In order to delineate more thoroughly the Tat region involved in the ability to raise a humoral immune response in vitro, we prepare two ZZTat mutants. The first, called ZZTat22–57, was selected since i) we showed that a peptide derived from the 22–57 sequence of Tat is able to raise an adjuvant-free antibody response in mice , indicating that it can initiate the immune response, at least in vivo; ii) we observed that this fusion protein can trigger an anti-Tat IgM response in vitro . The second, called ZZTat101C(22–37)S, corresponds to a ZZTat22–57 mutant in which the 7 cysteine residues have been replaced by serines. We selected this mutant since i) the Tat22–57 region contains a cysteine-rich region (residues 22 to 37) controlling the capacity to trigger an adjuvant-free immune response in mice ; ii) we observed that this fusion protein cannot trigger an anti-Tat IgM response in vitro . We incubated ZZTat101, ZZTat22–57 and ZZTat101C(22–37)S in the presence of PBMCs, collected the SNs and assessed their ability to bind to Tat101-coated plates. For the SNs from ZZTat101 and ZZTat22–57 incubations, we found close optical density values that are significantly higher than that of the SNs from PBMCs incubated in the absence of Ag, indicating that the region 22–57 of Tat101 suffices to trigger an in vitro immune response (Fig. 3). In contrast, when we compared the SN from ZZTat101C(22–37)S incubation with the SNs from PBMCs incubated in the absence of Ag, we did not find a significant difference of optical density, indicating that the cysteine-rich region of Tat101 controls the triggering of the IgG immune response.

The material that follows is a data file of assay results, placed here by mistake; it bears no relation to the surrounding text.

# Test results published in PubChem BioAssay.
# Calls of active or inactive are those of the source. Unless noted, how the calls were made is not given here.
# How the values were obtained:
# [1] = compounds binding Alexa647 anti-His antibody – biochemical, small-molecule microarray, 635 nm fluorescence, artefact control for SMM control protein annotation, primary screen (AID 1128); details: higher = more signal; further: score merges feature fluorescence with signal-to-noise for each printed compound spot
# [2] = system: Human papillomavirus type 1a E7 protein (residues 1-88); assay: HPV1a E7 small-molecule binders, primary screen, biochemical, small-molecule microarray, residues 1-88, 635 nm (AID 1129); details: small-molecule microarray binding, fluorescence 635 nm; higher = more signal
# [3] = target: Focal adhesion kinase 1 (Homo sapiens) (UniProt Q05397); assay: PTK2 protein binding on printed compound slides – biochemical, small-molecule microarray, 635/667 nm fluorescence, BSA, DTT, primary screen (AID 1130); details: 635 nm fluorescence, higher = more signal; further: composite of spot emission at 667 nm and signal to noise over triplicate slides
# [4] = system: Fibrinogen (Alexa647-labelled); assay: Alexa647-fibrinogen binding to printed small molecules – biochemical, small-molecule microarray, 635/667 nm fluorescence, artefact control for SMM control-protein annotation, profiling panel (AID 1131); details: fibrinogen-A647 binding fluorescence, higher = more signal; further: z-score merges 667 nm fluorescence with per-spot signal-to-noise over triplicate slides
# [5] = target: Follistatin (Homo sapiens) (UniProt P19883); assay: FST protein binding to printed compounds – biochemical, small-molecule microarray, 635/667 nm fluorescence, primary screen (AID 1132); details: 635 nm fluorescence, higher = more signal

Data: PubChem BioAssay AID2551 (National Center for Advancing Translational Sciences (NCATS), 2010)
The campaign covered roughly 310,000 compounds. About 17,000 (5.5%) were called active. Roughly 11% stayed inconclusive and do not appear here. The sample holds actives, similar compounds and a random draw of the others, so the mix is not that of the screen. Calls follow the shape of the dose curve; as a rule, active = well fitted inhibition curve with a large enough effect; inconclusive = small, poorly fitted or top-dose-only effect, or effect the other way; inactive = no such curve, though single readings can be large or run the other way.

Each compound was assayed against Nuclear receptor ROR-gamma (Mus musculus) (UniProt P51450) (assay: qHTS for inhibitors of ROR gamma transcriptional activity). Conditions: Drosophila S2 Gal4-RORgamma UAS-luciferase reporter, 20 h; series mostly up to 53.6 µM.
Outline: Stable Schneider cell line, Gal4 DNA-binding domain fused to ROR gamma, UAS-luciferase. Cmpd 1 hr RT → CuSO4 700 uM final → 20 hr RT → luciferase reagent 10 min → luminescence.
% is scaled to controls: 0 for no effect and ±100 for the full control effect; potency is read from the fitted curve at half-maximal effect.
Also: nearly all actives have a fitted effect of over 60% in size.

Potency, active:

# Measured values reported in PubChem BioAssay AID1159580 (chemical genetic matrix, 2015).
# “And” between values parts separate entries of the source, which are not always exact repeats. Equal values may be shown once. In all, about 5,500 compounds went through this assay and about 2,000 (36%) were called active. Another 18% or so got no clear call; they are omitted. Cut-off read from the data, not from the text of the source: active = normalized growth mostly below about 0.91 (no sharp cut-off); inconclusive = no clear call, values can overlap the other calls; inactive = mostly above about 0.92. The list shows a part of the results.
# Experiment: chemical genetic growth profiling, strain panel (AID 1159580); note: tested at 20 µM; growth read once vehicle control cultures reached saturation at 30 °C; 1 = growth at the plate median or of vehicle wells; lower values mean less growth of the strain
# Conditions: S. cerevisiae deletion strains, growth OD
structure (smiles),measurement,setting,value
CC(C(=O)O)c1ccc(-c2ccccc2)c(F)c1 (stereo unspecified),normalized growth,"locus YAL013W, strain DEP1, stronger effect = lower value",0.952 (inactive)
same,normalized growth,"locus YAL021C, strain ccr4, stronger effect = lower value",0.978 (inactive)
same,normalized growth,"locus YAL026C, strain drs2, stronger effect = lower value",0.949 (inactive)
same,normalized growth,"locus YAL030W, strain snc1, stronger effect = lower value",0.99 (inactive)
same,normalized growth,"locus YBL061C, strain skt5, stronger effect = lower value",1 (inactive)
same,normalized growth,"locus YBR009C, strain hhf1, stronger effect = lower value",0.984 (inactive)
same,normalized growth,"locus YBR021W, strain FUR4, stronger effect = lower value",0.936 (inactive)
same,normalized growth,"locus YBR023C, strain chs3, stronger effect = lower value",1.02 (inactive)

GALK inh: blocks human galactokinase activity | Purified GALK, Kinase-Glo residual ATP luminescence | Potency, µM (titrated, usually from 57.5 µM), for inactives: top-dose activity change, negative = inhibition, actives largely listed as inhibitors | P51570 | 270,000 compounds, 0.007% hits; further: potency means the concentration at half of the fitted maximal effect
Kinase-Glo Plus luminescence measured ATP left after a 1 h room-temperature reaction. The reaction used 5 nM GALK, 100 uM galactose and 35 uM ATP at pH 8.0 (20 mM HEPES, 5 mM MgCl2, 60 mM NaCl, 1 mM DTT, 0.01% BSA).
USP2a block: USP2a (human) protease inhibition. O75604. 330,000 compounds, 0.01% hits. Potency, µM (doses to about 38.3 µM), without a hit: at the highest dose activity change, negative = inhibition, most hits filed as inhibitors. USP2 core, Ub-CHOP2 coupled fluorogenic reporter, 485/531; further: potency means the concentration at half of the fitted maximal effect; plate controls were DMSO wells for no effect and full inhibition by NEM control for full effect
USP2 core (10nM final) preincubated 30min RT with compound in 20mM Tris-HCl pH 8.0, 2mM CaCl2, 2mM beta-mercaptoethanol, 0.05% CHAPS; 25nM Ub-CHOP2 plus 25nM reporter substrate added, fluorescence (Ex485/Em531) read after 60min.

Determination of the frequency of Tat101-specific IgG-secreting B-lymphocytes